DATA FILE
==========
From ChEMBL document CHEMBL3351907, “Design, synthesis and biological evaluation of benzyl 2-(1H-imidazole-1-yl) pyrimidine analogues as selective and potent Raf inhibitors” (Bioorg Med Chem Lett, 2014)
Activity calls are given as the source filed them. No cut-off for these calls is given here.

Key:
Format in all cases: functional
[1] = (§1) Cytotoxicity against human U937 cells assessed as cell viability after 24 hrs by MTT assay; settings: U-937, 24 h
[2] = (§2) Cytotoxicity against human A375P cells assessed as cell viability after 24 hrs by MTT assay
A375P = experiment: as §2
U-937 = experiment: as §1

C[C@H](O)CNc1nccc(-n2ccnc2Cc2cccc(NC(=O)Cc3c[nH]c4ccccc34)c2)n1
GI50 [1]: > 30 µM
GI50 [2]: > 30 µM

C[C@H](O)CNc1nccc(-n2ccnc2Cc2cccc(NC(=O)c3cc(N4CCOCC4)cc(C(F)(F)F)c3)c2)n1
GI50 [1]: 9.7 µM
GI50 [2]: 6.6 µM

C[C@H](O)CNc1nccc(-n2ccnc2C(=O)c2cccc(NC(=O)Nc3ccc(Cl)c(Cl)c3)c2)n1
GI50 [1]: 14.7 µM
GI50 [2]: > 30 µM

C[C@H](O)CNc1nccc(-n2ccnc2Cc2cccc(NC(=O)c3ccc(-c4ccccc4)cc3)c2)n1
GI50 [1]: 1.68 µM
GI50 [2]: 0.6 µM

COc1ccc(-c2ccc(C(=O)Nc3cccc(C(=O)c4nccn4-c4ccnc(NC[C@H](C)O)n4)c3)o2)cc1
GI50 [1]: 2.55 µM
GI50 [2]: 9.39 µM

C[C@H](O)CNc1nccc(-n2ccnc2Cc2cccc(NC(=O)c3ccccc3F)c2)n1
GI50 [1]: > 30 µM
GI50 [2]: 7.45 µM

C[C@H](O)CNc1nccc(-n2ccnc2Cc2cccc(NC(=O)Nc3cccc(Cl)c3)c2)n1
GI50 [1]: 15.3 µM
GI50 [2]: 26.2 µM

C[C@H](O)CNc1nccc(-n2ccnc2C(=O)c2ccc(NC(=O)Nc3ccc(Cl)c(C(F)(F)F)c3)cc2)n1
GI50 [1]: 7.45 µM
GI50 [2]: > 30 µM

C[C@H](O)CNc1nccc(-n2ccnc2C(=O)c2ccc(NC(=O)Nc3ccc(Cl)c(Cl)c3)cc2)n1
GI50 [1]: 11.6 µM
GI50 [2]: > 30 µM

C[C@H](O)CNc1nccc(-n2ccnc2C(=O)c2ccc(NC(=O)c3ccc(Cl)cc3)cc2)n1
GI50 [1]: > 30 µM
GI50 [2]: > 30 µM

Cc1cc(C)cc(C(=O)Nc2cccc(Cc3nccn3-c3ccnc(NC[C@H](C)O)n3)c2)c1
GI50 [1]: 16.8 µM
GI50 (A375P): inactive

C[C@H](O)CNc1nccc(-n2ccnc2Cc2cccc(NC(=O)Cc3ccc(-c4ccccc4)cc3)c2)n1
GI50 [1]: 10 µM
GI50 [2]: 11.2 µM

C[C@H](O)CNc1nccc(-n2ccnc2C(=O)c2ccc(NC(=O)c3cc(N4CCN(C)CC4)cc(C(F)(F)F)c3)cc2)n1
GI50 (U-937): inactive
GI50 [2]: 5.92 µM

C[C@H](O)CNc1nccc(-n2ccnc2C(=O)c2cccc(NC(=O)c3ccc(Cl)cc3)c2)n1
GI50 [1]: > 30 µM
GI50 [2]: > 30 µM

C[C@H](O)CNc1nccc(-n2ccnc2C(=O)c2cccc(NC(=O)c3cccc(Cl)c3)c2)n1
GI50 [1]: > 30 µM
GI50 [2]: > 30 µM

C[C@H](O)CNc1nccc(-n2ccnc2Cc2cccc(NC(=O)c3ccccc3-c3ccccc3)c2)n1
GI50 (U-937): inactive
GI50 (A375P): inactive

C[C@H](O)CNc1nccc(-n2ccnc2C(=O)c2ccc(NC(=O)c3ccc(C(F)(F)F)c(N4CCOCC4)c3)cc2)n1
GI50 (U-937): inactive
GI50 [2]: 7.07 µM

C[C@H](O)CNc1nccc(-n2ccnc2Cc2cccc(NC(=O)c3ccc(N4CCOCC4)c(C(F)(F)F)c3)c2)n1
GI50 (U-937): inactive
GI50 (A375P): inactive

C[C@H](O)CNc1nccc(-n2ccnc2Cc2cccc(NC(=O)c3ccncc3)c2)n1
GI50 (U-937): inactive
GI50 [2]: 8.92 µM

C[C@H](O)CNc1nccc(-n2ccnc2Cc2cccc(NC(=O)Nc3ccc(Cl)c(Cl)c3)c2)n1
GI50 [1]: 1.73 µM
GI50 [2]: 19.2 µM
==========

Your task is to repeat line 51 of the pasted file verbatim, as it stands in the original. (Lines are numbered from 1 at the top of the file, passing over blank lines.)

C[C@H](O)CNc1nccc(-n2ccnc2C(=O)c2cccc(NC(=O)c3cccc(Cl)c3)c2)n1